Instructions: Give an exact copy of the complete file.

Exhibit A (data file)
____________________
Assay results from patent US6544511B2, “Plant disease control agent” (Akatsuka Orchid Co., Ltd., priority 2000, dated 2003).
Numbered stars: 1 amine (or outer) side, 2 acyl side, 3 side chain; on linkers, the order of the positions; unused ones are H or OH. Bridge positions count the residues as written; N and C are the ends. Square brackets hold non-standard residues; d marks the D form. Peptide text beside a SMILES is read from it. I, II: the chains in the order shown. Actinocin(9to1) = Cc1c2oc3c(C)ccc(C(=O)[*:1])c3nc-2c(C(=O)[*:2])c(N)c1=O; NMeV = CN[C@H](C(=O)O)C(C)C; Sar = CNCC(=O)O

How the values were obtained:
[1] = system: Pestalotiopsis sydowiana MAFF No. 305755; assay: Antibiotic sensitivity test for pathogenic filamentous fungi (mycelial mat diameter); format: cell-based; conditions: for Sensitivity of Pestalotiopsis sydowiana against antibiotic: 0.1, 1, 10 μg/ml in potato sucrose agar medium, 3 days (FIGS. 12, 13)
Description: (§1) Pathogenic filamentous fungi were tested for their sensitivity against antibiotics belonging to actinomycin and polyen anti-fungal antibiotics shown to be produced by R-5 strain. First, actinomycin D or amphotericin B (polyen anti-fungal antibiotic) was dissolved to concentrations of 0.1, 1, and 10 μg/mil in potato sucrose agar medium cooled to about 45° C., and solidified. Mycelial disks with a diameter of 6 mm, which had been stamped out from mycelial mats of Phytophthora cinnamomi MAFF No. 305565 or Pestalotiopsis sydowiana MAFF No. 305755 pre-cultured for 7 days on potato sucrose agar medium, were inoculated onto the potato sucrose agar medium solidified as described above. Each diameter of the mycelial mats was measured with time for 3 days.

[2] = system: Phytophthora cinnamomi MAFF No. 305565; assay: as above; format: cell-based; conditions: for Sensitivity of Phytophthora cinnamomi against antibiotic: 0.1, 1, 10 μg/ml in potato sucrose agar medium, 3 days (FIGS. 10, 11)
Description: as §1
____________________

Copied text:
Assay results from patent US6544511B2, “Plant disease control agent” (Akatsuka Orchid Co., Ltd., priority 2000, dated 2003).
Numbered stars: 1 amine (or outer) side, 2 acyl side, 3 side chain; on linkers, the order of the positions; unused ones are H or OH. Bridge positions count the residues as written; N and C are the ends. Square brackets hold non-standard residues; d marks the D form. Peptide text beside a SMILES is read from it. I, II: the chains in the order shown. Actinocin(9to1) = Cc1c2oc3c(C)ccc(C(=O)[*:1])c3nc-2c(C(=O)[*:2])c(N)c1=O; NMeV = CN[C@H](C(=O)O)C(C)C; Sar = CNCC(=O)O

How the values were obtained:
[1] = system: Pestalotiopsis sydowiana MAFF No. 305755; assay: Antibiotic sensitivity test for pathogenic filamentous fungi (mycelial mat diameter); format: cell-based; conditions: for Sensitivity of Pestalotiopsis sydowiana against antibiotic: 0.1, 1, 10 μg/ml in potato sucrose agar medium, 3 days (FIGS. 12, 13)
Description: (§1) Pathogenic filamentous fungi were tested for their sensitivity against antibiotics belonging to actinomycin and polyen anti-fungal antibiotics shown to be produced by R-5 strain. First, actinomycin D or amphotericin B (polyen anti-fungal antibiotic) was dissolved to concentrations of 0.1, 1, and 10 μg/mil in potato sucrose agar medium cooled to about 45° C., and solidified. Mycelial disks with a diameter of 6 mm, which had been stamped out from mycelial mats of Phytophthora cinnamomi MAFF No. 305565 or Pestalotiopsis sydowiana MAFF No. 305755 pre-cultured for 7 days on potato sucrose agar medium, were inoculated onto the potato sucrose agar medium solidified as described above. Each diameter of the mycelial mats was measured with time for 3 days.

[2] = system: Phytophthora cinnamomi MAFF No. 305565; assay: as above; format: cell-based; conditions: for Sensitivity of Phytophthora cinnamomi against antibiotic: 0.1, 1, 10 μg/ml in potato sucrose agar medium, 3 days (FIGS. 10, 11)
Description: as §1